An Analysis of the Second Government Draft Report on the Costs and Benefits of Federal Regulations

Robert Hahn and
Robert Hahn
Robert Hahn Director of Economics - Smith School of Enterprise and the Environment at the University of Oxford, Former Brookings Expert
Robert E. Litan

September 15, 1998

Executive Summary

This paper critically reviews the draft of the Office of Management and Budget’s second report on the costs and benefits of federal regulation. The purpose of this analysis is to offer constructive recommendations for improving that report. Our main conclusion is that the OMB report represents an improvement over the previous year in terms of the quantity of information presented and the nature of the presentation. However, it still has some serious problems that need to be addressed. Perhaps the most serious deficiency is that the OMB fails to take adequate advantage of its in-house expertise in providing a candid assessment of the costs and benefits of regulation.


The direct costs of federal environmental, health, and safety regulation have grown dramatically in recent decades, and are probably on the order of $200 billion annually. These regulatory costs, which are about the size of all federal domestic, non-defense discretionary spending, are expected to grow significantly in the next decade. The benefits of those regulations are even less certain. Yet, the economic impacts of regulation receive much less scrutiny than direct, budgeted government spending.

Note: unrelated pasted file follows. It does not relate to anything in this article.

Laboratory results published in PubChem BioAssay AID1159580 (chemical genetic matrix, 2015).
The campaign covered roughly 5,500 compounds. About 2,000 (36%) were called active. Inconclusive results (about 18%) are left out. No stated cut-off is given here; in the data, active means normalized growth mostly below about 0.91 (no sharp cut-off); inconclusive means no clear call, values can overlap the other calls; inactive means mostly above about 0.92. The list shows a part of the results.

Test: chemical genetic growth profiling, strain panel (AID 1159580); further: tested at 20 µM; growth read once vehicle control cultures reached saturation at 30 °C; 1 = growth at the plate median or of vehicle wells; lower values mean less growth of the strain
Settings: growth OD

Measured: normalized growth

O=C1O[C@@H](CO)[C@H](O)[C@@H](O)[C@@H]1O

The potential gains of regulatory reform are substantial. Research suggests that more than half of the federal government’s regulations would fail a strict benefit-cost test using the government’s own numbers. Moreover, there is ample research suggesting that regulation could be significantly improved, so we could save more lives with fewer resources. One study found that a reallocation of mandated expenditures toward those regulations with the highest payoff to society could save as many as 60,000 more lives a year at no additional cost.